Like a lot of kid-friendly tech, the Tobi Robot 2 is purposefully oversized. At about 1.5 inches by 1.75 inches, the LED touchscreen face itself isn’t actually much bigger than a regular smartwatch’s face, but the housing around it extends to accommodate metal flippers that the Tobi robot shows off when seeking attention (it reminded me of a pinball machine). My 3.5-year-old daughter, still a bit too young to use the watch completely on her own, loved it whenever those fins popped out. The silicone band, which is available in bright colors like red and purple, is 1 inch wide and dotted with 10 rows of holes that allow for tighter and looser fits. It expanded to fit my wrist and tightened enough for my 3.5-year-old daughter’s wrist. The back of the face is transparent, letting kids see into the smartwatch’s inner workings.
There are two onboard cameras, both capable of shooting 640- by 480-pixels photos or 320- by 240-pixels video. The first camera, on the face, is motion-activated and primarily for selfies. The second, along the top edge, is an outward-facing P.O.V. camera better for taking footage of the rest of the world.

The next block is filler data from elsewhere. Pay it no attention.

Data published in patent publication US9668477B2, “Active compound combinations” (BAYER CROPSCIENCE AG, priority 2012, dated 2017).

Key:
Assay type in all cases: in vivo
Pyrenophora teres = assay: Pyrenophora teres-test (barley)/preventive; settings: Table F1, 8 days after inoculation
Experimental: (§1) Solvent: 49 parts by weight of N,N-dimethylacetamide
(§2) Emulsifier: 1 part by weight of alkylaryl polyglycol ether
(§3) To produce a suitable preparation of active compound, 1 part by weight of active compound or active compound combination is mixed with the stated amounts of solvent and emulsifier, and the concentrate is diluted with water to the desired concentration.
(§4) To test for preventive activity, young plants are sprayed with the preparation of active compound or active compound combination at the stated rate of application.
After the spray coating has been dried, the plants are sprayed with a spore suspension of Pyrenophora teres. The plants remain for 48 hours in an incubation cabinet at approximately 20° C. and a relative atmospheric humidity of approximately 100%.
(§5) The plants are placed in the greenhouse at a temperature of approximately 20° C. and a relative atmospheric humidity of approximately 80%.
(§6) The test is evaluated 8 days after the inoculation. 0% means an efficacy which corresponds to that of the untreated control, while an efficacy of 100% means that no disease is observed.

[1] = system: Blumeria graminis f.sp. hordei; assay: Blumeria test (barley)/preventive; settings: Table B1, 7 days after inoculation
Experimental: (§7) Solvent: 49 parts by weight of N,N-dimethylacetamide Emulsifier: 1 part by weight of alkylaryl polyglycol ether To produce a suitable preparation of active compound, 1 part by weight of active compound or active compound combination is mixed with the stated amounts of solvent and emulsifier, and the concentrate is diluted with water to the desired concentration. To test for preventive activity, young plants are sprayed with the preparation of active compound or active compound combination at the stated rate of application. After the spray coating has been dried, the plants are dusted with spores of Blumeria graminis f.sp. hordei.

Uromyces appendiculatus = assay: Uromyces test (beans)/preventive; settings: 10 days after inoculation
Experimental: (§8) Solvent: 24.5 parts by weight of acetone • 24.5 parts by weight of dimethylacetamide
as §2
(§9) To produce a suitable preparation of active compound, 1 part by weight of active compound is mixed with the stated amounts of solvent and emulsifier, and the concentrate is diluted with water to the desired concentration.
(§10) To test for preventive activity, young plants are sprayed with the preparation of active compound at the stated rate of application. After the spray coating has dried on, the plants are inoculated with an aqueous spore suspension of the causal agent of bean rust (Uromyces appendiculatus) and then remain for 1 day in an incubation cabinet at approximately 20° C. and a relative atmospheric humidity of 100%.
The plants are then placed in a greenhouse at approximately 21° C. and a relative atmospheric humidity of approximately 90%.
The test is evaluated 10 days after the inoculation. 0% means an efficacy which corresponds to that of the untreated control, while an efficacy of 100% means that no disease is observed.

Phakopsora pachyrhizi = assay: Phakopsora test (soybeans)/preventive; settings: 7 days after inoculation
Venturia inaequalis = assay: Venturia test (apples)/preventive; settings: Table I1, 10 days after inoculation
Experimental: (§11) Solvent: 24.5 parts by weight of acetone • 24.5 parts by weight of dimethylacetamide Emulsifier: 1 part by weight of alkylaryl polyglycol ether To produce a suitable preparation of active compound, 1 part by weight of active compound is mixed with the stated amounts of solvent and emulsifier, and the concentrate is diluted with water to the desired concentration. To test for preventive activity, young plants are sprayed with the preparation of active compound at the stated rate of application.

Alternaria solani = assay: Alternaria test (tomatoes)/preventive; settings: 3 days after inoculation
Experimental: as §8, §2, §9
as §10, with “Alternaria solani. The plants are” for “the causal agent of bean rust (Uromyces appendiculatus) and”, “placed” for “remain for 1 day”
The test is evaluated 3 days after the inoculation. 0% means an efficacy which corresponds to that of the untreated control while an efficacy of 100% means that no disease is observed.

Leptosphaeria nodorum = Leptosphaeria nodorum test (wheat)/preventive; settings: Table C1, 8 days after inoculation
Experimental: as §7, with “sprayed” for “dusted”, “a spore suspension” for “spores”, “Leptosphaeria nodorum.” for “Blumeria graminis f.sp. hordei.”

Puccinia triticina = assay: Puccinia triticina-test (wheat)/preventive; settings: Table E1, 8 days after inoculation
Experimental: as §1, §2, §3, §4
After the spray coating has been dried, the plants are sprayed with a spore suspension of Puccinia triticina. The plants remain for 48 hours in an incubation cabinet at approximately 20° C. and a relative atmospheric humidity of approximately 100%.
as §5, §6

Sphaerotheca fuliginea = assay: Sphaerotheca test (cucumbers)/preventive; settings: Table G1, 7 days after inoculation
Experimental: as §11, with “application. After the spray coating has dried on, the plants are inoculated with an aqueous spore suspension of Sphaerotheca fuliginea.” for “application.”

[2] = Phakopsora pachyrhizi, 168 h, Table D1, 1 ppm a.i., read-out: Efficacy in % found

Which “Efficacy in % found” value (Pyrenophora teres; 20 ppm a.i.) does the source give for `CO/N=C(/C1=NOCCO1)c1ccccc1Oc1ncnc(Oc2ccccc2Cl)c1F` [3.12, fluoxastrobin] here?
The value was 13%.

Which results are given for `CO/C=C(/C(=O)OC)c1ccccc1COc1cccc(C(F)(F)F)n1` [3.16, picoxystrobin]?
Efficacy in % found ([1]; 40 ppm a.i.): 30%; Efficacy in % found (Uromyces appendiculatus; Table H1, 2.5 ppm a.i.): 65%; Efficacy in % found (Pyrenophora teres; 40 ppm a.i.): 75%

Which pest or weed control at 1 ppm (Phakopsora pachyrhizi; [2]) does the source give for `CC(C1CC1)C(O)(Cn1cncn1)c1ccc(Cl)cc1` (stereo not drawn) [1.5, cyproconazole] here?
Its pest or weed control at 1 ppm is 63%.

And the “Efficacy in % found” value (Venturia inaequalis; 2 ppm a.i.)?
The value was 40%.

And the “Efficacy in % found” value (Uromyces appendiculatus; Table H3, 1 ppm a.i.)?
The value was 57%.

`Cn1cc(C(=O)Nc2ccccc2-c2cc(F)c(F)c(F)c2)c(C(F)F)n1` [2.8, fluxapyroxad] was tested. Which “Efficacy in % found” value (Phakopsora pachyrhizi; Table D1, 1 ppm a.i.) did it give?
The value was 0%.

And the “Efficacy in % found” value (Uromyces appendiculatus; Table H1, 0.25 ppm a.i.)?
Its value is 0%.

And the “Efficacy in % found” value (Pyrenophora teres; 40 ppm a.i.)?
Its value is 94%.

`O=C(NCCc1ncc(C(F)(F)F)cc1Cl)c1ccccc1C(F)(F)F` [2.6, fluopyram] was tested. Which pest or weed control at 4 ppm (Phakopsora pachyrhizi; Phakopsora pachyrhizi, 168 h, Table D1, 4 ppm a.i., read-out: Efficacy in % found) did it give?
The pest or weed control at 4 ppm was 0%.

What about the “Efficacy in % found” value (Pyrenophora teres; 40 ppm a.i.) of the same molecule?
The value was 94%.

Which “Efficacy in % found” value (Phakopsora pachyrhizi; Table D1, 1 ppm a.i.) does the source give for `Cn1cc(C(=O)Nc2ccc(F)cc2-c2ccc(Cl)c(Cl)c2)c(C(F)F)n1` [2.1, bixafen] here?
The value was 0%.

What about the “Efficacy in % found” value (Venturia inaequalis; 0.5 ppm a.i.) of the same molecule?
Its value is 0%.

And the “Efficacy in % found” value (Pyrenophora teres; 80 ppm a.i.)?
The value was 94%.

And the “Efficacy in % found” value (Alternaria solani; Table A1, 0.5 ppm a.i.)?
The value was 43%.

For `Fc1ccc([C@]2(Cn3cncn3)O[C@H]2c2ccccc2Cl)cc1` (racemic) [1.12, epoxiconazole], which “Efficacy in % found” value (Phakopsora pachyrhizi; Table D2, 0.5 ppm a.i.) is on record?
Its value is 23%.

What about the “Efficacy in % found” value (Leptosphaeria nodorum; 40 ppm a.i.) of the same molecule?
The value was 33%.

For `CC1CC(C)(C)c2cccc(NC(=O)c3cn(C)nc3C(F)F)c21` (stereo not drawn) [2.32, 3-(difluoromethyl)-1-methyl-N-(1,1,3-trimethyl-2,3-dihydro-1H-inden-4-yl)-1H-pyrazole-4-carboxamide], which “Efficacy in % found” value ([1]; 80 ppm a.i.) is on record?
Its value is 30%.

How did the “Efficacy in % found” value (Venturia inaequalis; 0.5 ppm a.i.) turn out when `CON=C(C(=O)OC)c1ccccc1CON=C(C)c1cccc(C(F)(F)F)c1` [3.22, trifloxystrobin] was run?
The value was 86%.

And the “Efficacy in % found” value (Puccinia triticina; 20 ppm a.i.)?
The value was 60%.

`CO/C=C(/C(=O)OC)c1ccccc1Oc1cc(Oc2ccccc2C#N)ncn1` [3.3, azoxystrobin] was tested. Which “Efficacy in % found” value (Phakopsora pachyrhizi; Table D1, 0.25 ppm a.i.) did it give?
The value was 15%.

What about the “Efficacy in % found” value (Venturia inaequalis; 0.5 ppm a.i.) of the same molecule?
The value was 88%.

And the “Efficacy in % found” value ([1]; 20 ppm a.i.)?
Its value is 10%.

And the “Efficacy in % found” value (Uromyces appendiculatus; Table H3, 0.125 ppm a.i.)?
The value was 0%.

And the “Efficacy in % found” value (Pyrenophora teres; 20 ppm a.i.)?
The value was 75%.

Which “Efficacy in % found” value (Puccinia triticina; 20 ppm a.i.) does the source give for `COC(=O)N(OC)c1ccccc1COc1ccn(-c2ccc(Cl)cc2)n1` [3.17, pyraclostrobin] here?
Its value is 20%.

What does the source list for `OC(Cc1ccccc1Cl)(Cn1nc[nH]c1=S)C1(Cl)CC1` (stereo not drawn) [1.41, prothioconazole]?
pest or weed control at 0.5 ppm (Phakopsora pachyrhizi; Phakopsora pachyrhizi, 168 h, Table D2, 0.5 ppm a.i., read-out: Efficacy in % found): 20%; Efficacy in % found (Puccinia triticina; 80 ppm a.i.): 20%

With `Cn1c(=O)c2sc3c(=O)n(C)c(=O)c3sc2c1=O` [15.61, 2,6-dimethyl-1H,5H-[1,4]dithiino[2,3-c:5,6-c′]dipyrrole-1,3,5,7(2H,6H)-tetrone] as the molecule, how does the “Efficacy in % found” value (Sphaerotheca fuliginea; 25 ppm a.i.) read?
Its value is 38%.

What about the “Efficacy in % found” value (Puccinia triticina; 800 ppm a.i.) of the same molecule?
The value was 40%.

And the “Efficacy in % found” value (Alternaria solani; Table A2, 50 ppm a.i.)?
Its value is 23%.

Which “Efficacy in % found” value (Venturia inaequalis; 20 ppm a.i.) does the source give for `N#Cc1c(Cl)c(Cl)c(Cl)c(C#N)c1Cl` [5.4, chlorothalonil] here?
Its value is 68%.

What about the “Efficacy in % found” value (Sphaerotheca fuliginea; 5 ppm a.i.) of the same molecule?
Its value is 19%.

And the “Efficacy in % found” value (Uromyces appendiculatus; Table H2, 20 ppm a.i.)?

A physical button below the face lets kids toggle between screens—from Tobi’s face to a clock to a menu of available functions. Below that home button is the micro-USB charging port. Also included is a color-coordinated case that features a clip built into the back that lets the watch attach to a belt or stand on a bedside table.
The Tobi 2 has an intuitive setup process that puts parents in control. Hold the menu button for five seconds to wake Tobi up. Select your language, and then set the date and time using scrollable menus on the touchscreen. Then name your device by cycling through the alphabet, numbers, and set of symbols to change each unit. Parents can set a passcode, choose whether they want to turn on Wi-Fi to let it talk to other Tobi 2 watches, and limit their kid’s screentime. I opted for an hour. When my daughter hit the limit, the watch locked its games and stopped showing Tobi’s face unless the passcode was entered.
Once set up, it was playtime. If you’re on the clock screen, you can swipe to select from more than 50 watch faces—a kind of game in its own right. My daughter, of course, went with a rainbow face, but the options range from simple analog clocks to a desertscape to themes with dogs and cats. Meanwhile, on the application menu, four options are displayed at once, and you can swipe between four screens. This lets you do everything from take photos to test your memory to track your steps.